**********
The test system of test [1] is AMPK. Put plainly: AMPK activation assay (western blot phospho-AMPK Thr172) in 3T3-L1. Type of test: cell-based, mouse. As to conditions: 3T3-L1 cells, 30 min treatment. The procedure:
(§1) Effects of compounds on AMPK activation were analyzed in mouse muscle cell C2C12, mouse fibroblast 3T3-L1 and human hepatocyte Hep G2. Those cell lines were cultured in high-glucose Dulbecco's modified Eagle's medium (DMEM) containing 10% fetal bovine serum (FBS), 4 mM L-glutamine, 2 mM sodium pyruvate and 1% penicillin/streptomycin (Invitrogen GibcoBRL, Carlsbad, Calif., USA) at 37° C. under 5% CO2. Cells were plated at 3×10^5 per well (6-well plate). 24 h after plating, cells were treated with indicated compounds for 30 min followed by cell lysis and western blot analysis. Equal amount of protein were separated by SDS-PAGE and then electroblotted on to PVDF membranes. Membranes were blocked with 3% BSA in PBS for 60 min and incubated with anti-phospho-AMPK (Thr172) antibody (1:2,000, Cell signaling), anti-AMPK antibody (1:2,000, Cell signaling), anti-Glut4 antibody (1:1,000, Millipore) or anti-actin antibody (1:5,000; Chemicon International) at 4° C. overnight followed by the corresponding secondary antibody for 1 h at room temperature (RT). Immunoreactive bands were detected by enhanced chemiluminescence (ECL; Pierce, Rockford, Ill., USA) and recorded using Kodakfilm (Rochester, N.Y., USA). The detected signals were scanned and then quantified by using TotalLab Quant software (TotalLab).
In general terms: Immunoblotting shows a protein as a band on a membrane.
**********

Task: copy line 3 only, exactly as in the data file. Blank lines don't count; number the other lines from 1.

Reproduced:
In general terms: Immunoblotting shows a protein as a band on a membrane.